Full disclosure

New Assistant Professor Michael Grubb offers a different take on corporate disclosure models

Professor Michael Grubb

Assistant Professor Michael Grubb knew he wanted to become an economist almost as soon as he opened his first microeconomics textbook during his freshman year at the University of Pennsylvania.

“It was fun and exciting and I got hooked on it,” says Grubb, who joined the MIT Sloan faculty this year after graduating from Stanford University with a PhD in economics.

The decision to come to MIT was “a tough one,” says Grubb, who had a few other options, but in the end, MIT seemed like the best fit. So far, that decision has been the right one. “It has been great,” he says.

For Grubb, who has worked with the World Bank, Oliver Wyman and Company, and Brand Equity Ventures, going into academia was the obvious direction for his personal growth. “I have the freedom to work on any problem I find interesting,” he says. Grubb's research interests include applied microeconomic theory, industrial organization, and behavioral economics.

No news is good news

Grubb's recent papers have been on optimal pricing to overconfident consumers, reputational concerns regarding disclosure, and tax-advantaged employee benefits.

Using the example of Tony Blair's reticence to discuss his son's vaccine record during the MMR scare in the UK, Grubb explored disclosable information in his recent work. At the time, there was a study possibly linking the MMR vaccination to autism in children. When asked whether he had chosen to vaccinate his young son, Blair chose not to respond. This did not reassure the British public. “Early disclosure models predict that the public will always assume the worst if information is withheld” Grubb says.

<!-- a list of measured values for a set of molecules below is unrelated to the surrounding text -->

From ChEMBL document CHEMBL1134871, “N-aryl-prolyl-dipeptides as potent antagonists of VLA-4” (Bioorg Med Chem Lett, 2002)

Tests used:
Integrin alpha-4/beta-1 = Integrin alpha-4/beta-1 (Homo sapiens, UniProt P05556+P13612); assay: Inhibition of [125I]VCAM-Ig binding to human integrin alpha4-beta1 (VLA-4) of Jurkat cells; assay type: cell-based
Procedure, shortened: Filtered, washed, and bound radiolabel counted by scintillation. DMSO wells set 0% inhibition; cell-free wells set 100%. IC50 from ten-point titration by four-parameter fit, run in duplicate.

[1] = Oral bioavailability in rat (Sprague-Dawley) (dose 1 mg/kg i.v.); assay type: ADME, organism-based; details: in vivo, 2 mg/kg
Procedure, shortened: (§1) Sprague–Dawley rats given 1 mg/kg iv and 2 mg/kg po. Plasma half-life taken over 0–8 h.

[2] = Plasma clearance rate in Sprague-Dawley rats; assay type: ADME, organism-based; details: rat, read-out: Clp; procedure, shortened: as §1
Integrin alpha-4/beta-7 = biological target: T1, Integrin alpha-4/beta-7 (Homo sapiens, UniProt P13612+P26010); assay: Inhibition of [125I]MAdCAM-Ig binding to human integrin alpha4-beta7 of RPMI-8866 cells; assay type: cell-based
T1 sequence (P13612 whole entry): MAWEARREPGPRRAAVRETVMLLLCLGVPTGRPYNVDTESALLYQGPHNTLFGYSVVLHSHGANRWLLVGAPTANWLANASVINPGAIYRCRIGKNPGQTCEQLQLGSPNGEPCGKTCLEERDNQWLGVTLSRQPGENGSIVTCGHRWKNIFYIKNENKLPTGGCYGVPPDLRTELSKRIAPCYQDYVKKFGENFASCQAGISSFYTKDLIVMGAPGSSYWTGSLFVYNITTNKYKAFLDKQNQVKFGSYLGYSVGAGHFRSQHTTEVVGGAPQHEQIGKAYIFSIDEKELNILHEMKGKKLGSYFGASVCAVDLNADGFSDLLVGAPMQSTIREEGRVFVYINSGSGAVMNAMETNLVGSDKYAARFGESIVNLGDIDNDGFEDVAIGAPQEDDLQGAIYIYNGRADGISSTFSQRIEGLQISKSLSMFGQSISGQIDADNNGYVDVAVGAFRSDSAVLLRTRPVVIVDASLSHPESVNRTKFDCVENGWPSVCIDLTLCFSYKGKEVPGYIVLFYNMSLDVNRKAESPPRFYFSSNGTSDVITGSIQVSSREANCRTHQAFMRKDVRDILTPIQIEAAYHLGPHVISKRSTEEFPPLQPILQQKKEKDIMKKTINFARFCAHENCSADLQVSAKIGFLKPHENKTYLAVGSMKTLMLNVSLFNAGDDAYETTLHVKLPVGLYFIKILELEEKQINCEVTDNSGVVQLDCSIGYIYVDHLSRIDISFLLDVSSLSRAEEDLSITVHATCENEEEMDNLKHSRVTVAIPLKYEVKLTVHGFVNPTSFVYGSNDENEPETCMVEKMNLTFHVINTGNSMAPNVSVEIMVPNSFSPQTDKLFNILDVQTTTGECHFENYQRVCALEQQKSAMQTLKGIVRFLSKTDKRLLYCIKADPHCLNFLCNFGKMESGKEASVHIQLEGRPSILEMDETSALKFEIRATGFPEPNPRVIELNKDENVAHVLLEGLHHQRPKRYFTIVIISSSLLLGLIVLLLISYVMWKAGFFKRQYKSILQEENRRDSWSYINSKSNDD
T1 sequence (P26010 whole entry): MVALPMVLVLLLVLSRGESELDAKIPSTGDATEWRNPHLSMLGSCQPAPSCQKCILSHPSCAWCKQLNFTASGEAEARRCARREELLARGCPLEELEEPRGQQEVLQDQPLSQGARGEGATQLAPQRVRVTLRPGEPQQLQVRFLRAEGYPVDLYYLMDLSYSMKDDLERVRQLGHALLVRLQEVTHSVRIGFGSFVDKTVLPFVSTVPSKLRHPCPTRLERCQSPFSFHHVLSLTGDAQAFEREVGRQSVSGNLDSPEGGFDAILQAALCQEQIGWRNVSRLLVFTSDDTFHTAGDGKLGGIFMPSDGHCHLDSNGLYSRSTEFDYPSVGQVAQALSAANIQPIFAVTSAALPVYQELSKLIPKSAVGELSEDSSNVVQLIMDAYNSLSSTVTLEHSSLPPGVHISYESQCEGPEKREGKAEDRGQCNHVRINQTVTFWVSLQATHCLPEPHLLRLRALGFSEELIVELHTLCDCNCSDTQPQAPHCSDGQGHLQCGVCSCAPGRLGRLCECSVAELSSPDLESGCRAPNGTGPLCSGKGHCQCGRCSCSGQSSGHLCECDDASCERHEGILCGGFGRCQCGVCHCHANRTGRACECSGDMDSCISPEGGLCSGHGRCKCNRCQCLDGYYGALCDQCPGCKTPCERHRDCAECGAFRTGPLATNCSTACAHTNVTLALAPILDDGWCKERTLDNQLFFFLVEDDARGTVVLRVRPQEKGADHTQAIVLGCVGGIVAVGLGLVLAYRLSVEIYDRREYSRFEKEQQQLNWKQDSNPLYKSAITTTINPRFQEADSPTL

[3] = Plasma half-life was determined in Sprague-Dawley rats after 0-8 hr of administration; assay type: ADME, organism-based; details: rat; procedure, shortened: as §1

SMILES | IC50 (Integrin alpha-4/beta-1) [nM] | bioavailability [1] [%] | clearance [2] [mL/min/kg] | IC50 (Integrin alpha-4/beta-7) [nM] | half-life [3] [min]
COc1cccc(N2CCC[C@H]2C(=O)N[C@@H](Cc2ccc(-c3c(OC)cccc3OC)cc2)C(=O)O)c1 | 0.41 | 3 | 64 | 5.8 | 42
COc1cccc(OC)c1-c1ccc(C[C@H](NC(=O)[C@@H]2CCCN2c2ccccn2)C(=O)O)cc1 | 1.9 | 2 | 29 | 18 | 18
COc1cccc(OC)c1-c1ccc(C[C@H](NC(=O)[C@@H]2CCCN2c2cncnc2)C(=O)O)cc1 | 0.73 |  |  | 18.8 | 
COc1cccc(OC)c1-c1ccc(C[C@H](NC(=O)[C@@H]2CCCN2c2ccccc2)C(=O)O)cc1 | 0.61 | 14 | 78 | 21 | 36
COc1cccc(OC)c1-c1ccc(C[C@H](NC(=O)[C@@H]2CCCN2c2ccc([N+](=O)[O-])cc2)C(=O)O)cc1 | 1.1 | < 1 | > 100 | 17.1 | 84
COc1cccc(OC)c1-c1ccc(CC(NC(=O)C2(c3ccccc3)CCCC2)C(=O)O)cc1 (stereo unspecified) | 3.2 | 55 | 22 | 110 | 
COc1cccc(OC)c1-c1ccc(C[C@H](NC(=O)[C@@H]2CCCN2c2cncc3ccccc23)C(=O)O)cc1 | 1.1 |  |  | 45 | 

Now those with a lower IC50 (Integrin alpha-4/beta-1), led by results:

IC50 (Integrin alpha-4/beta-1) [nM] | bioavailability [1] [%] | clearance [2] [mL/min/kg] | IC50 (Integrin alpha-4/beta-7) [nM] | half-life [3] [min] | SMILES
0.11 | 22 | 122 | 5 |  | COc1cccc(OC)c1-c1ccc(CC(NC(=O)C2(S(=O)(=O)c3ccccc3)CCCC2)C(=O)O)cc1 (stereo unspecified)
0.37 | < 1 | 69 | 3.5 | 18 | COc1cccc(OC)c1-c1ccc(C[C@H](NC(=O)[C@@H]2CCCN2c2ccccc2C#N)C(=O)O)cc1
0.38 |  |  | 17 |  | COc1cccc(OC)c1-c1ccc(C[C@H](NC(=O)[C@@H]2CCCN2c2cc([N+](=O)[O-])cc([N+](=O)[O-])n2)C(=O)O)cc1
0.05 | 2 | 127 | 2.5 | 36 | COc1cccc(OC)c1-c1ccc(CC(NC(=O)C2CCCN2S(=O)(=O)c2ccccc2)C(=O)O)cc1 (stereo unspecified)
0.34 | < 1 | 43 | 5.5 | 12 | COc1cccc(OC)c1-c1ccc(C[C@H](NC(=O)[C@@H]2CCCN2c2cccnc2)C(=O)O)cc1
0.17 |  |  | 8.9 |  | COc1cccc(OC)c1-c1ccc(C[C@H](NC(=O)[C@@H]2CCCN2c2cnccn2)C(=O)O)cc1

Using this example, Grubb studied the links between a situation like Blair's and similar situations that arise for people running companies. According to his paper, companies may be better off developing a “reputation for reticence” and so when they choose not to disclose information, there is a precedent that suggests the news could go either way. In other words, sometimes companies “may want to hide even good news,” Grubb says. “They may just want to make no disclosures.”

Making adjustments

Grubb hopes to further explore these theories at MIT Sloan. “I am looking forward to the collaborations,” says Grubb, who has spent most of his first months adjusting to his new life.

“Any time you teach a course for the first time, it is hard work to get up to speed,” Grubb says. “The students all have very diverse backgrounds and it is an interesting challenge to teach at a level that is good for everyone.”

Nevertheless, Grubb is confident that his new life at the Institute — and in Boston — will be a positive one. An avid runner and cyclist, he says he was particularly looking forward to the opportunity for outdoor sports — even in the snow. “The weather is certainly better here,” says Grubb, who grew up in Ithaca, New York. “I am looking forward to being here.”